The U.S. economy grew more slowly in August as anxiety over the coronvirus, the end of federal benefits and an increase in permanent job losses hindered the recovery, the Federal Reserve said Wednesday.
Here’s some of the more noteworthy takeaways from the Fed report:
• “Business contacts continued to cite the disruptive effects of the pandemic on all aspects of their activity, even as recovery began or continued in some sectors,” the Boston Federal Reserve said.
The Boston Fed is one of 12 regional Fed banks scattered around the country. The information collected by the banks from businesses in their districts form the basis of the Beige Book’s conclusions.
• “Uncertainty is extremely high as contacts await layoffs, evictions, foreclosures, and bankruptcies while the coronavirus persists and the stimulus ends,” the Philadelphia Fed said.
• “Some businesses have noted less trouble bringing back furloughed workers and hiring new ones in recent weeks, as unemployment benefits were scaled back,” the New York Fed. “However, a number of companies noted that concerns about child care and the upcoming school year remain constraints on worker availability.”
• ”The majority of firms believed that by next spring, their staff levels would still be below pre-pandemic levels,” the Cleveland Fed said.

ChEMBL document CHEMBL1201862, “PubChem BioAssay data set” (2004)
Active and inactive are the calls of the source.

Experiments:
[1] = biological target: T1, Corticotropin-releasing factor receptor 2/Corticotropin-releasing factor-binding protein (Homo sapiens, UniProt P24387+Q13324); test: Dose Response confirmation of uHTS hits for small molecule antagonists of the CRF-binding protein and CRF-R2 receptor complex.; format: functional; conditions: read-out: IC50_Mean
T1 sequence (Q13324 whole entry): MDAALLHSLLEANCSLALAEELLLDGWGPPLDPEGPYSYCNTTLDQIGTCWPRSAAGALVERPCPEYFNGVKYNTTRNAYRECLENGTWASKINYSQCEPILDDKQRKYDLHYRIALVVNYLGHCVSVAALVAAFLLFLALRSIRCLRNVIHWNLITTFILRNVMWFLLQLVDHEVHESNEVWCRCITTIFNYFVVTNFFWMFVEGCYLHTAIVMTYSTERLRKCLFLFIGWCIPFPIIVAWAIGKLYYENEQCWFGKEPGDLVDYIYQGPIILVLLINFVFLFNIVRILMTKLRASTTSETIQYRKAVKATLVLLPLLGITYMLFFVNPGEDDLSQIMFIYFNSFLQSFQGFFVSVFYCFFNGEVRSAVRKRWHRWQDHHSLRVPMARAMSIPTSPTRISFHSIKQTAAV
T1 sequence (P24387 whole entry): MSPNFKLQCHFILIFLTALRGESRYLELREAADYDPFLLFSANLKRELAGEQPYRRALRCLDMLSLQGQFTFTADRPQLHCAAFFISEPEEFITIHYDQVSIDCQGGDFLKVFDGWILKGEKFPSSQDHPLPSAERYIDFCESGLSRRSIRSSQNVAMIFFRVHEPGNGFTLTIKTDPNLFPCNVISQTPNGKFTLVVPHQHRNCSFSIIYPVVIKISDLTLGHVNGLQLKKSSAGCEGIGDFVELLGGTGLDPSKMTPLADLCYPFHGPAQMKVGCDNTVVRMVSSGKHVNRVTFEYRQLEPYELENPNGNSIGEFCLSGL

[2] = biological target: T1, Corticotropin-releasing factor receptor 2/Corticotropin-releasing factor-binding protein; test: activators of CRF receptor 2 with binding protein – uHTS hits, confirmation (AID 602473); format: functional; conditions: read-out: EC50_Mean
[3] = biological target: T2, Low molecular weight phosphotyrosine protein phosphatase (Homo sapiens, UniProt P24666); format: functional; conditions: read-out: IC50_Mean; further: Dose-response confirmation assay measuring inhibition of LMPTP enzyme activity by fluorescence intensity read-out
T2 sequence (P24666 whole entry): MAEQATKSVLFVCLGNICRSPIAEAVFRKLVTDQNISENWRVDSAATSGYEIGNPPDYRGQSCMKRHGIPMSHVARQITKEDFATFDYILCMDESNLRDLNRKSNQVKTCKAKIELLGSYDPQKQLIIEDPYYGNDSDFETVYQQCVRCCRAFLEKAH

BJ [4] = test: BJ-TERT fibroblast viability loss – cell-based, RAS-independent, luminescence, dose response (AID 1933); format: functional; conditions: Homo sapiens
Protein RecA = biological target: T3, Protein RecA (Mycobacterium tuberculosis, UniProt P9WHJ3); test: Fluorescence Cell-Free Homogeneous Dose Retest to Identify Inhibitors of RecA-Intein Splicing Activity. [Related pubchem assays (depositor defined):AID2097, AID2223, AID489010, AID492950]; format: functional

• “Much of retail shopping remained weak, particularly at brick and mortar stores,” the Richmond Fed said. “Auto sales, on the other hand, were strong.”
• “Some businesses rescinded salary cuts, while others maintained pay cuts, froze salaries, or eliminated bonuses and/or contributions to 401K plans,” the Atlanta Fed said.
• “Some larger firms also reported laying off furloughed workers in the face of slower recovery,” the St. Louis Fed said.
• “A large professional services firm in Minneapolis-St. Paul said, “I anticipate furloughs becoming layoffs if some of our shelved work doesn’t start up,” according to the Minneapolis Fed.
• “When asked how likely it is that their business will permanently shut down within the next 12 months, 90 percent of contacts said it is not likely,” the Dallas Fed reported.